Scanning Lidar System
During the SEAS experiment Scanning lidar measurements were made at Bellows Beach on the South-East side of Oahu (Porter at al., 2002).
At this site the scanning lidar was looking straight upwind into the
trades. Vertical scans were carried out for one week and the average of
these lidar scans illustrated the processes occuring on the windward
side of Oahu. The figure below shows this average. Here the logarithm
of the aerosol scattering coefficient was averaged. In this way clouds
did not dominate the average. Thie figure below shows various processes
occuring. The right side of the figure is at the beach and the left
side of the figure is upwind of Bellows Beach. Above the trade wind
inversion (~1700 m) in the clean free troposphere air. From ~500
- 1700 m is the cloud layer with the most persistemt clouds at 500m. As
these clouds approach Oahu, the blocking effect of the Koolau mountain
range caused wind convergence (wind pile up) and the winds start to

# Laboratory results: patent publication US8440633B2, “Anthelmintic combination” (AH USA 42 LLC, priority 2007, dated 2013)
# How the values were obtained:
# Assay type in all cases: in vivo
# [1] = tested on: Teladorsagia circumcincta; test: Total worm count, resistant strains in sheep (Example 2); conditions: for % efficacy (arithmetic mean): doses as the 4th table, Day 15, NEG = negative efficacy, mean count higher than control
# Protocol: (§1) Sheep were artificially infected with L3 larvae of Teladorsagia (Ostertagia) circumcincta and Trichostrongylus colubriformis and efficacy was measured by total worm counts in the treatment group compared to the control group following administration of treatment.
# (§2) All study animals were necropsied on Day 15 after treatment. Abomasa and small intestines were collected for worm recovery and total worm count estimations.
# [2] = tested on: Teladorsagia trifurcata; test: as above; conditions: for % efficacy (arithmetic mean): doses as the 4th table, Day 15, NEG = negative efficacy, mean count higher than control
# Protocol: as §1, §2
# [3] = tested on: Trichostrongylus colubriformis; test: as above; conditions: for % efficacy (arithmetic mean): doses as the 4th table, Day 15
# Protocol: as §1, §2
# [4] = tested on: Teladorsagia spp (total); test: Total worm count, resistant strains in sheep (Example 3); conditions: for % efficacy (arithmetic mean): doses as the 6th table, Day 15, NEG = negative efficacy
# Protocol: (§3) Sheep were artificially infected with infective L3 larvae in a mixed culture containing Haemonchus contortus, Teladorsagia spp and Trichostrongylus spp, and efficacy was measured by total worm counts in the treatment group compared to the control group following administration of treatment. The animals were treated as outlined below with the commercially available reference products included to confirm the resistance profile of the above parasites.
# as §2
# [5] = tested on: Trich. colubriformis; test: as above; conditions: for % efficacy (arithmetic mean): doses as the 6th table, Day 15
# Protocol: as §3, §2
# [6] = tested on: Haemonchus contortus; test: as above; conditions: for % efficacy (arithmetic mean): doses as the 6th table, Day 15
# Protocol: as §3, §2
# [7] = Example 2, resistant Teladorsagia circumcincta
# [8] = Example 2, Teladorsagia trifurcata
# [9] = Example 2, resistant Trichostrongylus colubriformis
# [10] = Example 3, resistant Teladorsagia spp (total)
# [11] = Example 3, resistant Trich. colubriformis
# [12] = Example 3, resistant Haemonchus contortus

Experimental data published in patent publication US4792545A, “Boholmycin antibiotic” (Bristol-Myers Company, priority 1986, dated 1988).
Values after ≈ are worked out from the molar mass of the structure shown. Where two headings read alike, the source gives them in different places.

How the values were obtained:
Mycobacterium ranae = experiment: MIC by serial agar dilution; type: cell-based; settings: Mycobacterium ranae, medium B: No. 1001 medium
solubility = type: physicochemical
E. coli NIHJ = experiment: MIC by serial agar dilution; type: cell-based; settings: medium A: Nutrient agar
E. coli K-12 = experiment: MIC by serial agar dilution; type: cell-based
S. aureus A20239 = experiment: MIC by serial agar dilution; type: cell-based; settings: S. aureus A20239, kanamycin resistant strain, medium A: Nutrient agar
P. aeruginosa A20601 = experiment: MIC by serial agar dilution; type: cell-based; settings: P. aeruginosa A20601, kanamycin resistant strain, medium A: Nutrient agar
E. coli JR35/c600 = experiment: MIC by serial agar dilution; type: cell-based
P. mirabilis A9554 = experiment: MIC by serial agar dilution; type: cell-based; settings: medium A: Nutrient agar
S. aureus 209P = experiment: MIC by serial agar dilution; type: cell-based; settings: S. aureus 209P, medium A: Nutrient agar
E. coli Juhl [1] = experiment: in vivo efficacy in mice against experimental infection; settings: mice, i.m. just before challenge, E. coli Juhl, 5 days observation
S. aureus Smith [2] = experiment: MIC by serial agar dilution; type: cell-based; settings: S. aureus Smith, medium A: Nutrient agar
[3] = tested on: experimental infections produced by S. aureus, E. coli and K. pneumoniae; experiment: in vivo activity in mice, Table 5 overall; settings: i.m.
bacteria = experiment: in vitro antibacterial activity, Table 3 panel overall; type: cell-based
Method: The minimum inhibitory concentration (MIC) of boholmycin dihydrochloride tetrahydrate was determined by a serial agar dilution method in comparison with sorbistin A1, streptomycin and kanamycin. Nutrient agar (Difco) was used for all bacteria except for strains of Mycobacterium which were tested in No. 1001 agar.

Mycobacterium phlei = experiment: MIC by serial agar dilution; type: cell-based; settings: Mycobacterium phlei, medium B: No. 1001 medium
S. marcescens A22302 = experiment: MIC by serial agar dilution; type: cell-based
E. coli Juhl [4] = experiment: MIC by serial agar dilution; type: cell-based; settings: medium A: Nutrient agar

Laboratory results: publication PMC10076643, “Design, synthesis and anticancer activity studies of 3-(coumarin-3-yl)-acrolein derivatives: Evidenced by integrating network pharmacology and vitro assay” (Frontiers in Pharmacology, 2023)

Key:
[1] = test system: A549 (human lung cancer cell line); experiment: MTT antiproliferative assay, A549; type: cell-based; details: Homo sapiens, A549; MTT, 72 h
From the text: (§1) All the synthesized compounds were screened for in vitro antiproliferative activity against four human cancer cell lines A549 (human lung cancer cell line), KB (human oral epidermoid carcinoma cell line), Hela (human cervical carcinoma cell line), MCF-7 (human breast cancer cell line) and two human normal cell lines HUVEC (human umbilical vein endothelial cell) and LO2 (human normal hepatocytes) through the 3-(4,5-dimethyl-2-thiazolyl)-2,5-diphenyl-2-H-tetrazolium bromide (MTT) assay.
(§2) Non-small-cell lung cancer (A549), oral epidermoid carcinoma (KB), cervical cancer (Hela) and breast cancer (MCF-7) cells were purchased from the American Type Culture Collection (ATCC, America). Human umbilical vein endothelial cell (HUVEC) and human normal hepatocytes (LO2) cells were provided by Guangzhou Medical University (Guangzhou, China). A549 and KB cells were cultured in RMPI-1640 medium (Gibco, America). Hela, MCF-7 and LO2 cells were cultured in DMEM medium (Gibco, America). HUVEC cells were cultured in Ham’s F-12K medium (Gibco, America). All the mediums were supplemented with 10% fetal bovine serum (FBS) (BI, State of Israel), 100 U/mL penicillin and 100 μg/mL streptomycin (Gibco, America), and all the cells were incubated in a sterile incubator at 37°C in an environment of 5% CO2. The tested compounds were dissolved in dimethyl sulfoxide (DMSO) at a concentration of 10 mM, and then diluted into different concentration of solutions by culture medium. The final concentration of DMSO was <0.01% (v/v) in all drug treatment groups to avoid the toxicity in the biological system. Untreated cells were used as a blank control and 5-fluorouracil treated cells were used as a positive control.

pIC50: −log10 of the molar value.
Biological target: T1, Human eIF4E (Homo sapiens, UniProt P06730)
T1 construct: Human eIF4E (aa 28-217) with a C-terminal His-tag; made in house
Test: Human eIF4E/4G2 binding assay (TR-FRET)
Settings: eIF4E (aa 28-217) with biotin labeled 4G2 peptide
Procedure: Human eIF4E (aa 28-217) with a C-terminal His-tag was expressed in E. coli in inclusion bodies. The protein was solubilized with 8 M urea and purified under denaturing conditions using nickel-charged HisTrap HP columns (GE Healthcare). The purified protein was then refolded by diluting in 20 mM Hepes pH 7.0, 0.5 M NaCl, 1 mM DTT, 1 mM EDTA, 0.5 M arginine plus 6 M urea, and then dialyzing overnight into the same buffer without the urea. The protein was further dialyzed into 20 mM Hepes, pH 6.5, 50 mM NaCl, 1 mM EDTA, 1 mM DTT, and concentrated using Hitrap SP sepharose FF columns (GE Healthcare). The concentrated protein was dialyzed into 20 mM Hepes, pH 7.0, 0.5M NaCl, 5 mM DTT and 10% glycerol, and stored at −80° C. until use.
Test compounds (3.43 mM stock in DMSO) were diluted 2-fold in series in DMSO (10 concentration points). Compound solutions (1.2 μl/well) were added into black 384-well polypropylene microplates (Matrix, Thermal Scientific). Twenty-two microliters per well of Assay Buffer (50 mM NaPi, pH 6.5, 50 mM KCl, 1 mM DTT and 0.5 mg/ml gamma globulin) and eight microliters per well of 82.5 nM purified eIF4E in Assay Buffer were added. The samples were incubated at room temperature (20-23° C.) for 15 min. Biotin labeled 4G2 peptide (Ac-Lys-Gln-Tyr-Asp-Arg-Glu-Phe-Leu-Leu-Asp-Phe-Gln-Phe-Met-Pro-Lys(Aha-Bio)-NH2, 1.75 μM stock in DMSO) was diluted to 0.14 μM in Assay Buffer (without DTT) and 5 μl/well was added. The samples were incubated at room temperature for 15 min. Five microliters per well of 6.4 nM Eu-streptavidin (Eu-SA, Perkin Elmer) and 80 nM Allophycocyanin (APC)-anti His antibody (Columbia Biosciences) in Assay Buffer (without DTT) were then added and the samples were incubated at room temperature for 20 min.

rise somewhat. This causes cloud growth and enhanced drizzle near the
windward coastline (see yellow region in bottom right of the image).
Spray from breaking waves on the outer reef causes a local aerosol
enhancement but with little vertical extent (for these trade wind
conditions). This study is discussed in Porter et al., 2002 as well as the Meteorology section.
Small Lidar System
The small lidar system is suitable for measurements on a moving
platform. An example of this type of measurement is shown below. Here
the lidar was pointed upward and mounted on a vehicle and the vehicle
was driven under the volcano plume. In this case the road winded
under the plume and we passed under the plume three times. Based on
these and other measurements we were able to calculate the flux of
aerosol and SO2 gas from the volcano plume. Further calculations
provided estimates of the half life of the volcanic SO2 gas (Porter et al., 2002). The values on the color bar are the log (base 10) of the aerosol scattering coefficient.